Research has shown women are vastly undervalued in the workplace, but the results from a new study conducted right here in New Zealand might hit a little close to home for those crunching the numbers.
The gender pay gap exists in New Zealand universities too - male researchers earn about $400,000 more in their lifetimes than women, new figures from the University of Canterbury and Te Pūnaha Matatini released on Thursday show.
And less than half of this difference can be explained by differences in performance and age, they say.
"The analysis revealed that a male researcher at a New Zealand university has over double the odds of being ranked professor or associate professor than a woman with similar age and research score," journal PLOS ONE said in a statement.
"The average male researcher earns more in a lifetime than the average female researcher, with research score and age accounting for only 40 percent to 70 percent of the pay gap, depending on the field."
The study also debunked a common claim from those who think there is no pay gap - that men are more likely to end up higher-paid positions, skewing the results.
"A pay gap persisted even between men and women with similar career trajectories. Between 2003 and 2012, women whose research scores improved more than those of their male colleagues still lagged behind in moving up the academic ranks."
Research in 2016 found fewer than a third of professors at New Zealand universities were women.
Study co-author Ann Brower put it simply.
"If we take two academics, a man and a woman, of the same age and research performance score, the man's odds are double the woman's of being ranked [and paid as] an Associate Professor or Professor.
"The lifetime difference in pay for men and women of the same research performance adds up to the equivalent of a quarter of a house to a whole house, depending on field."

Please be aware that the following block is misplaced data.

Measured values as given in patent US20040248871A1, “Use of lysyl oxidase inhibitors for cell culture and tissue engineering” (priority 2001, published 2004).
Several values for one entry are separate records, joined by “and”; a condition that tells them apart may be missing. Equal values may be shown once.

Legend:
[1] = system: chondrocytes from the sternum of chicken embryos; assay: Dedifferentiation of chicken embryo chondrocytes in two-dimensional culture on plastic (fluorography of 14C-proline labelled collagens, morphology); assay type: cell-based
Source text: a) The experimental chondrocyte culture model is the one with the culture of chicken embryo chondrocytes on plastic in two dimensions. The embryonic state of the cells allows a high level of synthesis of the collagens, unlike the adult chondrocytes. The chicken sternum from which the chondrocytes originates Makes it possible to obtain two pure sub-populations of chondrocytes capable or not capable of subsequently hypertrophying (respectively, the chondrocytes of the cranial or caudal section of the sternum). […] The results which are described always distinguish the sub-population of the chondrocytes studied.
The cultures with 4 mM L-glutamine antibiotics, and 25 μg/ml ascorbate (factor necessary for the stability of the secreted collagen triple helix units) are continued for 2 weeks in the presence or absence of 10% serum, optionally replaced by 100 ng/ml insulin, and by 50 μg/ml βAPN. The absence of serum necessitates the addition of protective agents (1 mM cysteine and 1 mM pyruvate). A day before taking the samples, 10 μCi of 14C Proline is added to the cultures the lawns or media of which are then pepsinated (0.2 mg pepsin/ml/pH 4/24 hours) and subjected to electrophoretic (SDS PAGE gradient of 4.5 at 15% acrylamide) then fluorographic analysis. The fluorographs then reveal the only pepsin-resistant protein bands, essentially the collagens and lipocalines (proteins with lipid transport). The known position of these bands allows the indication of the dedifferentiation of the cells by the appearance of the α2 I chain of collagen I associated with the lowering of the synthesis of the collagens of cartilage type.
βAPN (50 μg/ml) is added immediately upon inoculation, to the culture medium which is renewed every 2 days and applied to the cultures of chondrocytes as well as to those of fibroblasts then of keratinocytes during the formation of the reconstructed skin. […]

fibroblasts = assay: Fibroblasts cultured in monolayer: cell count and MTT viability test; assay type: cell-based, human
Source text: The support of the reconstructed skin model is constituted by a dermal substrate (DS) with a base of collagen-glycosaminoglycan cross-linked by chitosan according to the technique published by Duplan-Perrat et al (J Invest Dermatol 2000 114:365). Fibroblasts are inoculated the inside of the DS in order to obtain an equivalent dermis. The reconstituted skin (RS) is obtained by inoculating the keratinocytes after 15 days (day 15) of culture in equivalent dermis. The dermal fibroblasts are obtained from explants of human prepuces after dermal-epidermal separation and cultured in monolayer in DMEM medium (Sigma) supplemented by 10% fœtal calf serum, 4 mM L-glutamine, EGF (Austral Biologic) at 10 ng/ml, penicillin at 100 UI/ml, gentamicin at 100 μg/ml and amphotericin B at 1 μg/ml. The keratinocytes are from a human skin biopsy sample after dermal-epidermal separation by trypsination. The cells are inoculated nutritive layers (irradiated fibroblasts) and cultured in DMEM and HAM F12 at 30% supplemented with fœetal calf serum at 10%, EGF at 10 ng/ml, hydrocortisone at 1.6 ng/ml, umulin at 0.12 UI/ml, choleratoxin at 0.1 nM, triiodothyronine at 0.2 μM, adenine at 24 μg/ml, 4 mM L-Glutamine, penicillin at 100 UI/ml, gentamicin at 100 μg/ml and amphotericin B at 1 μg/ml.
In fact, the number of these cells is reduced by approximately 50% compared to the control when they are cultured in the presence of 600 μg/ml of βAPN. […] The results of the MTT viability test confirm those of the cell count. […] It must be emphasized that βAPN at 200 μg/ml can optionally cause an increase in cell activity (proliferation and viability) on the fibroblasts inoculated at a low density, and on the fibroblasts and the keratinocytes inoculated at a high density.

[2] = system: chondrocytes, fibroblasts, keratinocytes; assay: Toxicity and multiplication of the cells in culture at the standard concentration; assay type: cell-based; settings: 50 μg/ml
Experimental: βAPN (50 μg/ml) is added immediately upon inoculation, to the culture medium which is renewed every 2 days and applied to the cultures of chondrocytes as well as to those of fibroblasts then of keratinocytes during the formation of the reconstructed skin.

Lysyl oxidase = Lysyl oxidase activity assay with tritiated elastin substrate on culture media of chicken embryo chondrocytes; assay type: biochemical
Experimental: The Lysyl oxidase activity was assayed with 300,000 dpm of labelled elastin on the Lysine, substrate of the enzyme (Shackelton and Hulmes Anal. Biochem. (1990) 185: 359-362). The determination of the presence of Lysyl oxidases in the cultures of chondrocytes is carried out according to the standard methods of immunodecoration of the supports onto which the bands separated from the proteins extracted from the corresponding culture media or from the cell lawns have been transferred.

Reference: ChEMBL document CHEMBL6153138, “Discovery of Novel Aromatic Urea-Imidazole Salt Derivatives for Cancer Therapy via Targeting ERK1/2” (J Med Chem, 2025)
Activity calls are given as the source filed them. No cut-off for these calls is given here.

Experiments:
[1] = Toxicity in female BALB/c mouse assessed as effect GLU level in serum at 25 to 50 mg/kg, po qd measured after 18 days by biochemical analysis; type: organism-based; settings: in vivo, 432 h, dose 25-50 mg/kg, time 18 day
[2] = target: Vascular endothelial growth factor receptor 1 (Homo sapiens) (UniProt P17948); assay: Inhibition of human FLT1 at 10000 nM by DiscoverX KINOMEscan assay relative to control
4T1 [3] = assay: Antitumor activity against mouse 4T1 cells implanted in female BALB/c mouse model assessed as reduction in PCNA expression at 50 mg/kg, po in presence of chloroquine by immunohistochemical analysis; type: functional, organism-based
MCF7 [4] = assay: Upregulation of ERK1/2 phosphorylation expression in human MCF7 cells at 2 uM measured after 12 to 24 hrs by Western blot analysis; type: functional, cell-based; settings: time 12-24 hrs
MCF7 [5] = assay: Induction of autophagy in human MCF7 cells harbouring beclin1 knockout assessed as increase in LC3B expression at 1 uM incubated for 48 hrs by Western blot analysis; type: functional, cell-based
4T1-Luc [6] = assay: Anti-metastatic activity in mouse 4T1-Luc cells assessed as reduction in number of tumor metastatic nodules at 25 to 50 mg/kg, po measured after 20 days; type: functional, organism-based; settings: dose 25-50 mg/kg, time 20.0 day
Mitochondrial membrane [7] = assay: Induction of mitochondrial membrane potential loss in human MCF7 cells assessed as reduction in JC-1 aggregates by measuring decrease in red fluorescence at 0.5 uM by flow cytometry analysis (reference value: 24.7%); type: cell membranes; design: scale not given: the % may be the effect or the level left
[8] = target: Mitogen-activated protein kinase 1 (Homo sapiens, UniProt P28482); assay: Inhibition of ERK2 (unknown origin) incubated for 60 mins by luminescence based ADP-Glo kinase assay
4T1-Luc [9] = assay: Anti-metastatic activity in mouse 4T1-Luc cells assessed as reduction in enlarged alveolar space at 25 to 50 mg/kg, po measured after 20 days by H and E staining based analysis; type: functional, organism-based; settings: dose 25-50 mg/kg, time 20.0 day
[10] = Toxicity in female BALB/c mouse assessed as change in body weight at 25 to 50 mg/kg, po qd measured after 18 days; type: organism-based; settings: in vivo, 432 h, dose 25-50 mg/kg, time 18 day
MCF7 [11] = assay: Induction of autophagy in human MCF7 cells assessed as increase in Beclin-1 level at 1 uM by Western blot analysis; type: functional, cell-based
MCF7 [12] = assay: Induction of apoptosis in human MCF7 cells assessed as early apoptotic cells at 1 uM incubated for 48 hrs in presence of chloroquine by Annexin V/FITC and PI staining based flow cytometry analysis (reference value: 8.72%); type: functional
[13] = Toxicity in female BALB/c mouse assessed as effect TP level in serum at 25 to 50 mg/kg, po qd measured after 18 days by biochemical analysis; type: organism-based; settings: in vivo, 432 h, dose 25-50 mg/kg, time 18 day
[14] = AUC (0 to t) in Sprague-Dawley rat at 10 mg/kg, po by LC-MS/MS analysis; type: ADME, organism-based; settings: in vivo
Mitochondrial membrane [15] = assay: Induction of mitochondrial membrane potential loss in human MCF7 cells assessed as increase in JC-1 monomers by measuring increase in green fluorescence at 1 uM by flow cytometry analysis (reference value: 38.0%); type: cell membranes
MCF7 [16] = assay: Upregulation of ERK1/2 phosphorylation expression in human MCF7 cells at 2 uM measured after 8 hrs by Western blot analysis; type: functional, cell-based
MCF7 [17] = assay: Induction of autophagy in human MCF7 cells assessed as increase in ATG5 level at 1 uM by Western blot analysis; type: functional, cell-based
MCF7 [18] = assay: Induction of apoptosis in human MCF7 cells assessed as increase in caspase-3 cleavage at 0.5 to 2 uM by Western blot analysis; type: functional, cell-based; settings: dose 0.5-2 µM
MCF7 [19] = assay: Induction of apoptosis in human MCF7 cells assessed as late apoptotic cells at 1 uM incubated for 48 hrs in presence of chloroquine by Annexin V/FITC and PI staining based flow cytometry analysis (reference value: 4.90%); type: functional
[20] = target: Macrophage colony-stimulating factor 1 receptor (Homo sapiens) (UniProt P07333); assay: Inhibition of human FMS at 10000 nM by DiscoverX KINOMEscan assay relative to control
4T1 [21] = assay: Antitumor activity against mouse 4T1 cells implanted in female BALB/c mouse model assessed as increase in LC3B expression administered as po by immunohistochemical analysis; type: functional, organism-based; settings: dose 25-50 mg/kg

Isabelle Sin, a senior fellow at Motu Economic and Public Policy Research, said it was a "disappointing finding, but not surprising".
"The relatively structured nature of the promotion system in academia might be expected to disadvantage women less than more ad hoc systems, but is clearly insufficient to achieve gender equality."
University of Waikato science professor Troy Baisden, President of the New Zealand Association of Scientists, said it was easy to miss the gender inequalities at universities with so many women present in academia.
"Anyone who counts the number of men and women along the hallways of New Zealand's research institutions or speaking at conferences, and compares their job titles, will tend to suspect we have lingering problems with gender equity. Yet, many remain blind to the issue, and assume we have a meritocracy."
Dr Brower and co-author Alex James say one possible explanation for the disparity is that "universities might demand more teaching activities from women than from men, without sufficiently rewarding the work".
"A 'double-whammy effect', in which universities over-demand and under-reward women's teaching and service, might explain our findings in part," the study reads.
Another possibility is men don't ascend the ranks faster than women, but are hired into the system at higher levels to begin with.
They say current hiring practices will "never close the gender gap in most academic fields".
"Although equity policies in hiring and promotions will narrow the gender gap over time, the ivory tower's glass ceiling remains intact."
The research was published Thursday in journal PLOS ONE.